That’s a nice story.
The not-so-nice story is that children were bought and sold. Parents and relatives were lied to about chances for education in America. Children lost families and pasts and histories. Those of us watching could begin to predict the future . . . potential adopters flock to a country because young, healthy, and female babies were available. Because of the amount of money flowing into the country, facilitators start “finding” more children, the paperwork becomes sketchier and sketchier, raising concerns in the US embassy or US consulate about whether these children were truly orphans. NOIDs (“Notice of Intent to Deny” in regards to visas for adopted children) begin to be issued. US parents began to get upset that they could not bring their new children home, and they pushed back against the embassy.
This is the time in the story when the US embassy puts on the black hat and becomes the bad guy too much of the adoption world. Accusations along the lines of, “They just don’t want our children to be US citizens” were frequently heard, as parents conveniently forgot all the red flags that were flying previously. Feeling the heat, the US government would suggest to the government issuing the adoptions that a better job of policing adoptions would be nice. The other government would often take this amiss and relations would become chilly. The chill would grow and ultimately adoptions between the two countries would close.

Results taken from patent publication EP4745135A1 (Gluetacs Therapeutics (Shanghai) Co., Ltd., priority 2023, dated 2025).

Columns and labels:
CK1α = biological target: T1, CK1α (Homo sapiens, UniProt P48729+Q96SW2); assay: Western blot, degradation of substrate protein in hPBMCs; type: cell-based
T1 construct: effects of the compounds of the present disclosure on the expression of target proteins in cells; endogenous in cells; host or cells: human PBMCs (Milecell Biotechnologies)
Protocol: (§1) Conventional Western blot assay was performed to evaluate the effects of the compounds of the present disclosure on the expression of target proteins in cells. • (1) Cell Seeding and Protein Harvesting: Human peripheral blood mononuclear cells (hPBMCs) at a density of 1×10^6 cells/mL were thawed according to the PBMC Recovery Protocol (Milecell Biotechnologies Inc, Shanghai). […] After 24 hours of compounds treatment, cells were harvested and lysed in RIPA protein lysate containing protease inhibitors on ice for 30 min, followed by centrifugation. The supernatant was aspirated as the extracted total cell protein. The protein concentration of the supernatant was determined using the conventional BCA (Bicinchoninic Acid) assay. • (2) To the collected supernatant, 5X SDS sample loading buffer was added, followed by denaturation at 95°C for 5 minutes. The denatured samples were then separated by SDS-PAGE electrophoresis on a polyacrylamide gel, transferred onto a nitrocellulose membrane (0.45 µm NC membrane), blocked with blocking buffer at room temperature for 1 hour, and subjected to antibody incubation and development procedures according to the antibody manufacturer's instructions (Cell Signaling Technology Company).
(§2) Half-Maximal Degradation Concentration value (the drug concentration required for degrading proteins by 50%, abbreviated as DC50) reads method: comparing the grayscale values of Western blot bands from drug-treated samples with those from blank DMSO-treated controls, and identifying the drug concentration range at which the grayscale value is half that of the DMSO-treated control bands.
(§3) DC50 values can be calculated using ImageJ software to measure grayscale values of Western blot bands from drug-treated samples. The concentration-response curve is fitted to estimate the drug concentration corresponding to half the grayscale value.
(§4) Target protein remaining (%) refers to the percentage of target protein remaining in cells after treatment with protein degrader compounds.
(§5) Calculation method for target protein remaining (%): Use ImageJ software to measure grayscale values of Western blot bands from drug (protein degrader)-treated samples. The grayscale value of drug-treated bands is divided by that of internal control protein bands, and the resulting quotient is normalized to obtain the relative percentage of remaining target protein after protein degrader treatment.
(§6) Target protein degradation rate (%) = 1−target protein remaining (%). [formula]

Act 3: Enter the Hague Convention.
In 2008, the US entered into the Hague Convention on the Protection of Children and Co-operation in Respect of Intercountry Adoption with the intent to facilitate more ethical adoptions between countries. If both parties were signees to the convention, then each country was making assurances that the children would be put first.
In reality, I have no way of knowing if this laudable goal was achieved, but I do know it achieved something else. It lengthened the time necessary to complete an adoption in the US, adding another layer of paperwork and costs on all levels. Agencies either closed or had to increase their costs to cover the new licensing requirements. There are now some states that have very few, if any, Hague licensed adoption agencies that can do home studies.
I now watch as some families try to bring home critically ill children or children who are about to age out of their respective system, adoptions in which time is of the essence. Because of the layers of bureaucracy that are now in place, it has become impossible to gain visa approvals promptly for these children. This means some children have either died or aged out while waiting for the wheels of government to grind out their approvals.
I’m all for the more questionable agencies being weeded out and for appropriate paperwork being submitted for a child to show they are indeed an orphan, but I’m not entirely convinced that this is what has been accomplished. It has also failed to fulfill the promise of opening up adoptions between the US and other Hague signees, as even some of those countries still do not have any type of adoption agreement with the US.
Epilogue: The side action.